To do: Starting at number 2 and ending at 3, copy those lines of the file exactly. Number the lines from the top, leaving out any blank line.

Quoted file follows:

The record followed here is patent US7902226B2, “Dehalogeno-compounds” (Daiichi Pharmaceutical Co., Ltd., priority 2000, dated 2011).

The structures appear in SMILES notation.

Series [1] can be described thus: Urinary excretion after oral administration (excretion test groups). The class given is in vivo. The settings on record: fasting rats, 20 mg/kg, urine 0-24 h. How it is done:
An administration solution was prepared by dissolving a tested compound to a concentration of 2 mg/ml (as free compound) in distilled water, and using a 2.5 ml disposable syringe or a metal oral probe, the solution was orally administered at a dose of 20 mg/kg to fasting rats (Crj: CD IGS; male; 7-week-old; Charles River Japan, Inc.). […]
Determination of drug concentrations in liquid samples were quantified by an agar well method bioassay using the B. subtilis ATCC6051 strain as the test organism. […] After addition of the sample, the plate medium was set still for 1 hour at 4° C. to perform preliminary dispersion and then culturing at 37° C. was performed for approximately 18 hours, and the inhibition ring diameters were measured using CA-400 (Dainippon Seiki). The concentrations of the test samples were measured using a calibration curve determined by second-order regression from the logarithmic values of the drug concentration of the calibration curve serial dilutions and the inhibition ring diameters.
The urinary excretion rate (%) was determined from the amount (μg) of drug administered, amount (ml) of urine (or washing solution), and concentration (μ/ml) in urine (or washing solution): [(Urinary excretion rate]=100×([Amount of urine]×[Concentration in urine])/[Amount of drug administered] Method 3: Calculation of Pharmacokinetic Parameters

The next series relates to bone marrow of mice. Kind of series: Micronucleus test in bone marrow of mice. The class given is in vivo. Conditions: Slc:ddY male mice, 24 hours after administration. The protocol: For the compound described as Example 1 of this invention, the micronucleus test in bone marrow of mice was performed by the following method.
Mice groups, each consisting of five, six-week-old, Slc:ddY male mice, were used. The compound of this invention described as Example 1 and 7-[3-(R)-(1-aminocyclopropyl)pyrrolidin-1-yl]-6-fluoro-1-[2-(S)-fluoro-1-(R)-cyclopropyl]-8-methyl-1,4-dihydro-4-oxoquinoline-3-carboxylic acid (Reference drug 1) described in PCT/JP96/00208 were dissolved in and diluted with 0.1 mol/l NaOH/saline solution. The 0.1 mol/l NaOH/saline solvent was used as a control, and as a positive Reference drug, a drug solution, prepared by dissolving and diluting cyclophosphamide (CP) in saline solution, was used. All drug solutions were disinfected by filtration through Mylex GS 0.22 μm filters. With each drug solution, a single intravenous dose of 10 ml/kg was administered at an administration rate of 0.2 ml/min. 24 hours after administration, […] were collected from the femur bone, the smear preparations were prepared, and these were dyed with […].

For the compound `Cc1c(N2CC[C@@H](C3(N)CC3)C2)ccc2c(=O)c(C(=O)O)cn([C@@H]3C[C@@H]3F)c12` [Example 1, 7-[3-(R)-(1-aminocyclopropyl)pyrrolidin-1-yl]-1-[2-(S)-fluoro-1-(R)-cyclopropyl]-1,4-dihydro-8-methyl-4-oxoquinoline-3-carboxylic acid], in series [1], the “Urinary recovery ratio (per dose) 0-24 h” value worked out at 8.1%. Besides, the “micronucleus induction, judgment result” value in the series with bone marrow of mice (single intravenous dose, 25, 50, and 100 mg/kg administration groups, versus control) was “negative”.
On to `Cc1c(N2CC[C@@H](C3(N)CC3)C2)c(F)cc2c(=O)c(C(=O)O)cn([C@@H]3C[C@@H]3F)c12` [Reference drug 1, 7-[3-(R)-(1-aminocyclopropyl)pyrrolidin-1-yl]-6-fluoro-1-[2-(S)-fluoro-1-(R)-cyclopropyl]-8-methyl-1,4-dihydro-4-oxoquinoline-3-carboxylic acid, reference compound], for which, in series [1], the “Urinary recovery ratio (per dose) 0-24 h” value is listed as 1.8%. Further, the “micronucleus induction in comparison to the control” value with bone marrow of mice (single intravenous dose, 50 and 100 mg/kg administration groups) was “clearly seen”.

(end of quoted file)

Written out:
The structures appear in SMILES notation.

Series [1] can be described thus: Urinary excretion after oral administration (excretion test groups). The class given is in vivo. The settings on record: fasting rats, 20 mg/kg, urine 0-24 h. How it is done: